recommended reading

Senator Seeks to Prevent NATO Use of Chinese Technology

Sen. Mark Kirk, R-Ill.

Sen. Mark Kirk, R-Ill. // J. Scott Applewhite/AP

A measure proposed on Tuesday in the U.S. Senate would prohibit Washington from financially supporting the integration of a Chinese missile system with U.S. technology that is to play an essential role in an evolving NATO defensive shield.

The amendment to the Senate version of the fiscal 2014 defense authorization bill, offered by Senator Mark Kirk (R-Ill.), pertains to a possible Turkish effort to buy an antimissile system from Beijing.

If adopted by the Senate and ultimately moved into law, the provision would prohibit any appropriated monies from being spent "to integrate missile defense systems of the People's Republic of China into United States missile defense systems."

The amendment also offers a separate "sense of Congress" that Chinese antimissile systems "should not be integrated" with the NATO ballistic-missile shield.

It is not known when the amendment might come up for consideration by the Senate, which is currently debating the authorization bill. Once the upper chamber passes the defense legislation, it will have to be meshed in conference committee with a House version -- passed by that chamber in June -- before being sent to the White House for the president's signature.

Kirk and a number of other Republican senators have raised concerns about a possible decision by NATO ally Turkey to purchase the FD-2000 antimissile system produced by a Chinese government-controlled company that is under U.S. sanctions for violating the 2006 Iran, North Korea and Syria Nonproliferation Act.

A Pentagon spokesman on Wednesday said the Defense Department would not comment on pending legislation.

The Obama administration and NATO leaders have publicized their concerns that the Chinese technology will not be compatible with other alliance member states' missile defense technology. Those systems are intended to be integrated with each other, in accordance with a plan to establish a comprehensive anti-ballistic missile capability for Europe.

There are also worries that Chinese developers might install digital backdoors into the FD-2000 so they can gain access to classified NATO data and military plans.

The United States is supplying the bulk of the interceptors, radars and other technology planned for use in the NATO missile shield. For that reason, it is unclear whether Chinese technology could be integrated into the alliance's framework if it is prohibited by the U.S. government from being connected to U.S. defensive systems.

Kirk and a number of other GOP senators in a letter sent last month to the Pentagon and the State Department urged the Obama administration to "ensure NATO will never allow such a system to be integrated into NATO's security architecture."

State Department spokeswoman Jen Psaki on Tuesday told reporters that Secretary of State John Kerry in a Monday meeting with his visiting Turkish counterpart, Ahmet Davutoglu, "reiterated our concerns and the importance of procuring a NATO interoperable system."

In response to the uproar, the Turkish government has said it has not made a final decision on acquiring the FD-2000. Ankara has invited European and American defense contractors to sweeten their proposals for providing Turkey with a national missile-defense capability that could be integrated into the NATO shield.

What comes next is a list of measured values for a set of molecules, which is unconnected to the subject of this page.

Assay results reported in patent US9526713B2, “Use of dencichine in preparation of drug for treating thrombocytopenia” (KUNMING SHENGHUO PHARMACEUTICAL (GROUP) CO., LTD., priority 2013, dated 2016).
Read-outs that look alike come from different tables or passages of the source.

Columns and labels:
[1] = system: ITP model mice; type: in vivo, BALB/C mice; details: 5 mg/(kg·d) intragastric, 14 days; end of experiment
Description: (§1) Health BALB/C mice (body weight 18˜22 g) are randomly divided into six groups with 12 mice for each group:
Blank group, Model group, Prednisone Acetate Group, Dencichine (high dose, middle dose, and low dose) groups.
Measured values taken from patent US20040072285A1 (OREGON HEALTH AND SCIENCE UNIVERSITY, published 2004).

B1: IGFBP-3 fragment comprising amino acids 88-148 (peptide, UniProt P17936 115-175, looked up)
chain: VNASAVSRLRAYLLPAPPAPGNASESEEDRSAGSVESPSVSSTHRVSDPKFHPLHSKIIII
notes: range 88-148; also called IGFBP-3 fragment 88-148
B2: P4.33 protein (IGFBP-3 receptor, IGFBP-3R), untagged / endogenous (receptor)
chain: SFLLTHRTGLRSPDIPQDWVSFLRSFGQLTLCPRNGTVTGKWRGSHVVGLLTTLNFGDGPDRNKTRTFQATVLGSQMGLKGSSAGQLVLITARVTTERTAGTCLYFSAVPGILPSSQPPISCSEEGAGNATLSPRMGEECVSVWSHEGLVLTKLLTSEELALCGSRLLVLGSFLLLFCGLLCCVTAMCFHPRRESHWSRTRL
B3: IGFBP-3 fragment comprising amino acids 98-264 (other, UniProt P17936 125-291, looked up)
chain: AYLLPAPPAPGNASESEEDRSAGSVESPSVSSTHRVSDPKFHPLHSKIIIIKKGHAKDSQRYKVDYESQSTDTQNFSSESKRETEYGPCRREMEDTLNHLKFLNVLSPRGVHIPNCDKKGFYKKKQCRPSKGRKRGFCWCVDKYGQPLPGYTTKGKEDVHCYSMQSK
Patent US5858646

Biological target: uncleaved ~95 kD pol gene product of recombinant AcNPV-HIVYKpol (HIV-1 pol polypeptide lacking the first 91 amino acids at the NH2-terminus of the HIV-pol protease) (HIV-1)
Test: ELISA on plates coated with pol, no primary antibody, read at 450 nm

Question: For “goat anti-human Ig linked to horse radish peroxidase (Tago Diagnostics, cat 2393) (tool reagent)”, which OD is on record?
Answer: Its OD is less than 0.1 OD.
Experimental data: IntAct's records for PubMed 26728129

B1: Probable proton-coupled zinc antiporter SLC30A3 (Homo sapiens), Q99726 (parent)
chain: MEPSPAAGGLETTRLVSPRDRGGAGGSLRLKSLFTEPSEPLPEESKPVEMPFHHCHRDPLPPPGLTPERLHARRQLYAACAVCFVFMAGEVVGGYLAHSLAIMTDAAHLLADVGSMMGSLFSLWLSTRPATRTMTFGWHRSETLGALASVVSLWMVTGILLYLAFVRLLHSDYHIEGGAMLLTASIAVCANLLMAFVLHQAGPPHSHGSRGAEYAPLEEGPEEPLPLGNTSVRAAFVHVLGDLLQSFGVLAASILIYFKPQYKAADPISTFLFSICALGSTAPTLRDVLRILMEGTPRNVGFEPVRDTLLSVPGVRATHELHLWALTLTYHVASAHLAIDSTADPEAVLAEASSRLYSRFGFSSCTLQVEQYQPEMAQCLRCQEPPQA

An unidentified senior U.S. diplomat in the Turkish capital told Defense News this week that any Turkish companies that become subcontractors to the China Precision Machinery Import and Export Corp. in building the FD-2000 could be penalized by the U.S. government for working with the blacklisted organization.

"Turkish entities to be involved in this program in partnership with [the Chinese firm] CPMIEC would be denied access to any use of U.S. technology or equipment in relation to this program," the envoy reportedly said.

Threatwatch Alert

Thousands of cyber attacks occur each day

See the latest threats


Close [ x ] More from Nextgov

Thank you for subscribing to newsletters from
We think these reports might interest you:

  • Featured Content from RSA Conference: Dissed by NIST

    Learn more about the latest draft of the U.S. National Institute of Standards and Technology guidance document on authentication and lifecycle management.

  • PIV- I And Multifactor Authentication: The Best Defense for Federal Government Contractors

    This white paper explores NIST SP 800-171 and why compliance is critical to federal government contractors, especially those that work with the Department of Defense, as well as how leveraging PIV-I credentialing with multifactor authentication can be used as a defense against cyberattacks

  • Toward A More Innovative Government

    This research study aims to understand how state and local leaders regard their agency’s innovation efforts and what they are doing to overcome the challenges they face in successfully implementing these efforts.

  • From Volume to Value: UK’s NHS Digital Provides U.S. Healthcare Agencies A Roadmap For Value-Based Payment Models

    The U.S. healthcare industry is rapidly moving away from traditional fee-for-service models and towards value-based purchasing that reimburses physicians for quality of care in place of frequency of care.

  • GBC Flash Poll: Is Your Agency Safe?

    Federal leaders weigh in on the state of information security

  • Data-Centric Security vs. Database-Level Security

    Database-level encryption had its origins in the 1990s and early 2000s in response to very basic risks which largely revolved around the theft of servers, backup tapes and other physical-layer assets. As noted in Verizon’s 2014, Data Breach Investigations Report (DBIR)1, threats today are far more advanced and dangerous.


When you download a report, your information may be shared with the underwriters of that document.